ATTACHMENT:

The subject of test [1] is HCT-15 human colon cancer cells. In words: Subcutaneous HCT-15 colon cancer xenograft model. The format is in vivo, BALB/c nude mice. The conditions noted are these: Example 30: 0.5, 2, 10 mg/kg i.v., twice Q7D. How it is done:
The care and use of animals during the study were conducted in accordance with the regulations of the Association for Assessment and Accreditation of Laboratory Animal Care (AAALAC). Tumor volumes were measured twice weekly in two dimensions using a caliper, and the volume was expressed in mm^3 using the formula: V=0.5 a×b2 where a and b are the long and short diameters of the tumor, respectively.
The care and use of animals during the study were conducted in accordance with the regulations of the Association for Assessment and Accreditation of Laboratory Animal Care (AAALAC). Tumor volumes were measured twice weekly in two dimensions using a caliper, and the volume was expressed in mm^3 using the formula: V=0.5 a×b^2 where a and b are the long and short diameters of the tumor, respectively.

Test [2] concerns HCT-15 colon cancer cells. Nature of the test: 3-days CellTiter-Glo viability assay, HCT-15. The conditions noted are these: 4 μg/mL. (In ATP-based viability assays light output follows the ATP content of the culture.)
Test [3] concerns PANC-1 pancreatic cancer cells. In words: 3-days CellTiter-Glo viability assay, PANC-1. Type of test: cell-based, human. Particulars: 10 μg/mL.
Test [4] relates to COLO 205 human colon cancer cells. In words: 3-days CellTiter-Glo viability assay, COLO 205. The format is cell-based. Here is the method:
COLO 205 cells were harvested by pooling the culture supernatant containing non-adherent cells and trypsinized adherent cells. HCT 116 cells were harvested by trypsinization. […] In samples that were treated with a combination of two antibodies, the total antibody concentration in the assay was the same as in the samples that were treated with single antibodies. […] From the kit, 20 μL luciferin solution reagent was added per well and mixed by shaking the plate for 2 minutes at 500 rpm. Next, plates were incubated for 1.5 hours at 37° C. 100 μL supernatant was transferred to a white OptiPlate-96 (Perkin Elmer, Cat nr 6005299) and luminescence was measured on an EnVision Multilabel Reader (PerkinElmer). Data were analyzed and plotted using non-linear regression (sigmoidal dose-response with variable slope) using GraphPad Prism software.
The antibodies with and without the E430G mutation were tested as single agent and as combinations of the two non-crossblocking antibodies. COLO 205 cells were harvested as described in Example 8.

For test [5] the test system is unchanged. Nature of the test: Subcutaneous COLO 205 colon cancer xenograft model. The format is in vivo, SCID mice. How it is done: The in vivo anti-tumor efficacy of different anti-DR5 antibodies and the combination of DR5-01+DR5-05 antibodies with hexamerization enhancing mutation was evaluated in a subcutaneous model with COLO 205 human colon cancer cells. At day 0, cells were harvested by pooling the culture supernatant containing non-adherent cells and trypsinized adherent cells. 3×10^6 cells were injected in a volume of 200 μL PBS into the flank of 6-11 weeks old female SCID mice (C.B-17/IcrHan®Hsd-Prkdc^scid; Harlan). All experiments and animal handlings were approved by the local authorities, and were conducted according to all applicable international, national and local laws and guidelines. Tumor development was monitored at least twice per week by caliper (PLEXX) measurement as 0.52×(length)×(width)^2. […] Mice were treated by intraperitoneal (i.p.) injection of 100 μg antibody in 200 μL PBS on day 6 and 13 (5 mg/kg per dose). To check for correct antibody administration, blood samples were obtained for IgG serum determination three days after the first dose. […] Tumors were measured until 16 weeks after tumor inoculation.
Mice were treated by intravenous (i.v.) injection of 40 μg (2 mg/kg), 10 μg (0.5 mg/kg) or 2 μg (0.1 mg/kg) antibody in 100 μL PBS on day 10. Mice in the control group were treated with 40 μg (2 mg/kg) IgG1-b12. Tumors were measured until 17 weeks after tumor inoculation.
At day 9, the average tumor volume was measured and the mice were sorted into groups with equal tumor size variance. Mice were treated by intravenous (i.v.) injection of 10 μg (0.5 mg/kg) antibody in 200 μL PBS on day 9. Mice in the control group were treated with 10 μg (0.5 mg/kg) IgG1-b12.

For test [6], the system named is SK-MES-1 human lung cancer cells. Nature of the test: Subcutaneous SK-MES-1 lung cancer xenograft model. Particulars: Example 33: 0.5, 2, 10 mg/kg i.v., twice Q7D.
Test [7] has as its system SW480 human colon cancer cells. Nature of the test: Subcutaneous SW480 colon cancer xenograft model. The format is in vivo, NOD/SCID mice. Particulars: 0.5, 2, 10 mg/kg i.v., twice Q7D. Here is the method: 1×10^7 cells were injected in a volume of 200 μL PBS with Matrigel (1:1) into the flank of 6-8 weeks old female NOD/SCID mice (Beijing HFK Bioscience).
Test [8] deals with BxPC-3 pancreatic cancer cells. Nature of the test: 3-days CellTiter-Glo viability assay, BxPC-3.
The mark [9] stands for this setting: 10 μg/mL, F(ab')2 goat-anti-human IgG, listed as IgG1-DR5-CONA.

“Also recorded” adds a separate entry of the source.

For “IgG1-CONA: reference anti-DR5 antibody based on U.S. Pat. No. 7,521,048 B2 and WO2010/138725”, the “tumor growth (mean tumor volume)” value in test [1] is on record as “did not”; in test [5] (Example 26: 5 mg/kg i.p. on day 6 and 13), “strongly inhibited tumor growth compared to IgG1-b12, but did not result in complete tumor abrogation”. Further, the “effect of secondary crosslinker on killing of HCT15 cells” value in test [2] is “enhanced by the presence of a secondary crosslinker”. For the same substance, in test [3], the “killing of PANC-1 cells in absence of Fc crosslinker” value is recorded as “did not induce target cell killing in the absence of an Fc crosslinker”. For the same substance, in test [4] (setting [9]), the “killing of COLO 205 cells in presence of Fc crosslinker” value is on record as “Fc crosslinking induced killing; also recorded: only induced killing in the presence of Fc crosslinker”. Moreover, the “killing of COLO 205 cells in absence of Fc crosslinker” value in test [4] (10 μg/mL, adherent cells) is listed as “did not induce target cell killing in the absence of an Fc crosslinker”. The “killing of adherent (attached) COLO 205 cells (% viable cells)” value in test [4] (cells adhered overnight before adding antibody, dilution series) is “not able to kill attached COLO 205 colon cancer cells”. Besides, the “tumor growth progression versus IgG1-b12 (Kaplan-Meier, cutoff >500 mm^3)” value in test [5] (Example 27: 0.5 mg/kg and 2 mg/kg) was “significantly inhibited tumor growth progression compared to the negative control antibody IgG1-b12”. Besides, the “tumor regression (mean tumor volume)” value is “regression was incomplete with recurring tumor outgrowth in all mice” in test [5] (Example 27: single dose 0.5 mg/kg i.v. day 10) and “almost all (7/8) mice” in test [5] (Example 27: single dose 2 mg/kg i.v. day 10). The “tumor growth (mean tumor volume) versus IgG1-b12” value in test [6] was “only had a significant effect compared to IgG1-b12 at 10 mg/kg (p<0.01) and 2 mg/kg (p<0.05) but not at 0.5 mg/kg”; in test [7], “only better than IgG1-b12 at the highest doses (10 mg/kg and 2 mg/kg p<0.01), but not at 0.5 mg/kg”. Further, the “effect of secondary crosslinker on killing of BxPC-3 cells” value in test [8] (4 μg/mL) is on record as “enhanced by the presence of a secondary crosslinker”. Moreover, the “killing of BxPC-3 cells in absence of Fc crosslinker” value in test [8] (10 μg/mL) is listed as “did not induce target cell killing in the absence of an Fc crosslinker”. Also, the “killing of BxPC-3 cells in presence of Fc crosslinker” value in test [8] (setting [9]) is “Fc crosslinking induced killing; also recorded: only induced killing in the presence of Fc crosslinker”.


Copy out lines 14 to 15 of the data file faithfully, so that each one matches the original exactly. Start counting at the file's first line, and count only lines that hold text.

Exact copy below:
Test [8] deals with BxPC-3 pancreatic cancer cells. Nature of the test: 3-days CellTiter-Glo viability assay, BxPC-3.
The mark [9] stands for this setting: 10 μg/mL, F(ab')2 goat-anti-human IgG, listed as IgG1-DR5-CONA.